One exciting trend in the industry was referral customer programs. A third (32.69%) of companies utilized a customer referral program. In the referral program, customers (not distributors) received rewards for referring new customers to the products. Typically a company would give customers a link that they can share with others. When the link was used, the company gave the customer either a percent off the next order or product credit. One example of refer and get your product free was Pruvit. If you referred two customers and signed up for autoship, your autoship was free.
In some cases, the customer receiving the referral also received a discount. For example, Modere offered the original customer $10.00 off when the referred customer ordered, and the referred customer also received $10.00. Companies such as Neora offered the referring customer $10.00 when the new customer ordered $50.00.
Customer referral programs can provide a way for new people to get some benefit from sharing the product. Most people don’t mind sharing what products they use. As well, most people like to hear what products others use. The growth of livestreamers who recommend products is just one sign of this trend. Even those who don’t want to go the route of livestreaming will still share your product with others. Interestingly, according to DSA, the majority of direct sellers are women.
Hostess programs also have a long history in direct selling. Party plan companies continue to use hostess gifts for those who are willing to host a party. Of the top 104 U.S. companies, 21.15% used a hostess program. Of the 22 hostess reward companies, 27.27% also had a regularly scheduled program such as autoship, loyalty, or subscription. In most companies, more than one order was required to be considered a “party” and be available for hostess rewards (see Arbonne). In other companies, the rewards appeared to depend on the number of orders, and consultants received the rewards to pass on to hostesses (see Paparazzi or Stampin Up!).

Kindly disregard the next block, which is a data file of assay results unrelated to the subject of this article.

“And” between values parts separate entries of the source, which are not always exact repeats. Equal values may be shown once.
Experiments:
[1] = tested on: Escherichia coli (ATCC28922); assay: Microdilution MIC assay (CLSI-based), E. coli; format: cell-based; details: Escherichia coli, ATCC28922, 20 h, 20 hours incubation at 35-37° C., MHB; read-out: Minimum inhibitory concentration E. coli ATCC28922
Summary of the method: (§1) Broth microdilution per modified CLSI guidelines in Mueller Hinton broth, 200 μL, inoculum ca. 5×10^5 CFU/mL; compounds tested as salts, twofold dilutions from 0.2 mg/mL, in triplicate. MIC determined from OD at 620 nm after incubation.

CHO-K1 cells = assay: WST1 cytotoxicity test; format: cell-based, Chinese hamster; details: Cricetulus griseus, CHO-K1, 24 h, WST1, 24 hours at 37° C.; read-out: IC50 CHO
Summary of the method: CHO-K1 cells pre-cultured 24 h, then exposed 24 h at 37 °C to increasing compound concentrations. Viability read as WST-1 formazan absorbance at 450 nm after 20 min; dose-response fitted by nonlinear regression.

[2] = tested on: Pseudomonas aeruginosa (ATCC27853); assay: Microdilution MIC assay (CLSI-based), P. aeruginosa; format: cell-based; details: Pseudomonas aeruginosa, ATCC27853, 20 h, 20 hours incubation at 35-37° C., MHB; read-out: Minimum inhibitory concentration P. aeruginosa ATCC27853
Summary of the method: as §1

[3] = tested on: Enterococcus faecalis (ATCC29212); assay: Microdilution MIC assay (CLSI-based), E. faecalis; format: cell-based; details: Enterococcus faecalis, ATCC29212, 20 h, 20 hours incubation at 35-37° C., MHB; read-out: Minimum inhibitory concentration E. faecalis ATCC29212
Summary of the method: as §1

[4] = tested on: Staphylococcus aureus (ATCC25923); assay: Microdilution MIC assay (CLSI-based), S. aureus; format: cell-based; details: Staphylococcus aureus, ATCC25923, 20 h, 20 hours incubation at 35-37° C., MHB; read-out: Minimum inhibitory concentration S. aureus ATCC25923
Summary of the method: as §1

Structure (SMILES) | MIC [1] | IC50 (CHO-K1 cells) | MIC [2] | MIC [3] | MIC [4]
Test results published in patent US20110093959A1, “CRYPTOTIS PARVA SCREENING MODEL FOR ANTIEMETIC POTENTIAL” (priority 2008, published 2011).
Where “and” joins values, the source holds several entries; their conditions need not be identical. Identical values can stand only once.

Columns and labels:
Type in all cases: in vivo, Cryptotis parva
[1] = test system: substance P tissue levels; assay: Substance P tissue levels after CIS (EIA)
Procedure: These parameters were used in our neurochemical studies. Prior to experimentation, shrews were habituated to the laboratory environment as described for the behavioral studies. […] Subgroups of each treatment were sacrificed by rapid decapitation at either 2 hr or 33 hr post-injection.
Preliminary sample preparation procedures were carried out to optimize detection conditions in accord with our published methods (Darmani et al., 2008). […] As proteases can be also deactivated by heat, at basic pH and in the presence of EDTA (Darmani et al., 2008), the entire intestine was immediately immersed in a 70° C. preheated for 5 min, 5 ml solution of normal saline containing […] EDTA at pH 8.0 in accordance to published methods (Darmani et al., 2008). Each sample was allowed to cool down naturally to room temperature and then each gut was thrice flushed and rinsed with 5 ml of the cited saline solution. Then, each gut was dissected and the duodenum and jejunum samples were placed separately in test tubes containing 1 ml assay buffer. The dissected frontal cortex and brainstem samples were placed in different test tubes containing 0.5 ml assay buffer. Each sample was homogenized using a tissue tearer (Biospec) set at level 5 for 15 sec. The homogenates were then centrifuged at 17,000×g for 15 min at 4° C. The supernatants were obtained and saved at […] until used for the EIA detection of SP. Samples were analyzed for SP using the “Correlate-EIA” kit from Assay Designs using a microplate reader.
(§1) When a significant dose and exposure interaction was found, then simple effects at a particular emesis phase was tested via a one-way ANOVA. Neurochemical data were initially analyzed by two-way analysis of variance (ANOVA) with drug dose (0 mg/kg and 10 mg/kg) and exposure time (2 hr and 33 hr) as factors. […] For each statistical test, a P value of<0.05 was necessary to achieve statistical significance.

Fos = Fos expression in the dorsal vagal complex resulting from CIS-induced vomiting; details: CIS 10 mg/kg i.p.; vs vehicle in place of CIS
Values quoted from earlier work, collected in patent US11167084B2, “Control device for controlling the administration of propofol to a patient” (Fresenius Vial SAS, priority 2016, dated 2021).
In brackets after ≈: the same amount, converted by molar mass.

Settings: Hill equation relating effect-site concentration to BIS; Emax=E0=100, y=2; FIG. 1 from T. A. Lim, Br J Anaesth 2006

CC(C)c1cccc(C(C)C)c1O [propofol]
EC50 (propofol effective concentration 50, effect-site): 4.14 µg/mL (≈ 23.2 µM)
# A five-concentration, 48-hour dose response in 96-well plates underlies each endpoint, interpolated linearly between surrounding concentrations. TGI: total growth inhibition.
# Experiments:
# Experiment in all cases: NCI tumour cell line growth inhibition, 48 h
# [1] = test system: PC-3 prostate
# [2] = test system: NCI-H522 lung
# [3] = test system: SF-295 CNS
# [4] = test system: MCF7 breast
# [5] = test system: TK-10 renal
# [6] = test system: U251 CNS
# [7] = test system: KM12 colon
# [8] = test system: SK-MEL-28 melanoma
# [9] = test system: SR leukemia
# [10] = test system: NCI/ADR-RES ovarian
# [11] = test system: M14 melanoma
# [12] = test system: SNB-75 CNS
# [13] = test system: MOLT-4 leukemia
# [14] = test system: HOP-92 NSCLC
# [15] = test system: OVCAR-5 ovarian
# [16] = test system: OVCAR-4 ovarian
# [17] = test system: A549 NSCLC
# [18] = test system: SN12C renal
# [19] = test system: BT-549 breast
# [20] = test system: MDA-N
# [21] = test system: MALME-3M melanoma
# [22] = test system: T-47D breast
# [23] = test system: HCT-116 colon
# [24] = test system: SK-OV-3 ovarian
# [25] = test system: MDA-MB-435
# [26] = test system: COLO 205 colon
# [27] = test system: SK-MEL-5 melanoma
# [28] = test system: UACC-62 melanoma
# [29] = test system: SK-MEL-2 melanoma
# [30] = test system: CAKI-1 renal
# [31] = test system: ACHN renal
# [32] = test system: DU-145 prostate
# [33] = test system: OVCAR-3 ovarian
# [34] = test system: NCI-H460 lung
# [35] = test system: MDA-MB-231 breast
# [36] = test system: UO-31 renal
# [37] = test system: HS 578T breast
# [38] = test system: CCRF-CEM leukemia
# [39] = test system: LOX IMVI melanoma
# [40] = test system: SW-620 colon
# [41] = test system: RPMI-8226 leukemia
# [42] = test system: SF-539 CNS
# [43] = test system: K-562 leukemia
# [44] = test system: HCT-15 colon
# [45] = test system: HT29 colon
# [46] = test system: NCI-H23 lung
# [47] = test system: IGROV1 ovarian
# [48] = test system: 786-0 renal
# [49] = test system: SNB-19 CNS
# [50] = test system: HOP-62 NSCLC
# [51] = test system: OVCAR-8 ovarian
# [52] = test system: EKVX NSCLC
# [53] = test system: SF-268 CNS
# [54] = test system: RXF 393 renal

Most companies required a minimum party order size to receive hostess rewards (86.36%). . Tupperware and Pampered Chef are two examples of homecare companies. Tupperware was an exception to the minimum party order size. Hostesses received a gift for hosting a party. The minimum amount to receive rewards was $100, and the maximum was $250. 31.82% required $200 as the minimum party order. Companies which sold homecare items had the highest percent with hostess programs.
57.8% of companies used more than one customer program. Stella & Dot used five customer programs, (a) autoship, (b) loyalty, (c) points, (d) hostess, and (e) free shipping. Some companies in my research did not appear to have customer programs. They may have started one since my research. It may also be that distributors know about customer programs which were not easily found on the companies website.
Customer programs should be considered by all direct selling companies. The variety of customer programs demonstrates that companies can set out a clear role for customers. One of my favorite customer programs was Melaleuca. I loved giving points for watching product videos. Give customers credit for learning more about the product line.
If you want to know more about compensation plan or customer program designs, contact us at mlm-cc.com or email firstname.lastname@example.org
you may also like
Peanut butter and jelly. Milk and cookies. Batman and Robin. Everybody knows these famous pairings work well…
Today we welcome a returning guest of this podcast: Jeff Jordan. Jeff has also written articles for…
In today’s podcast, Daryl Wurzbacher shares fascinating insights in what he sees are industry trends like customer…
Get our e-mail newsletter, with MLM.com articles & online exclusives, delivered to your inbox each week.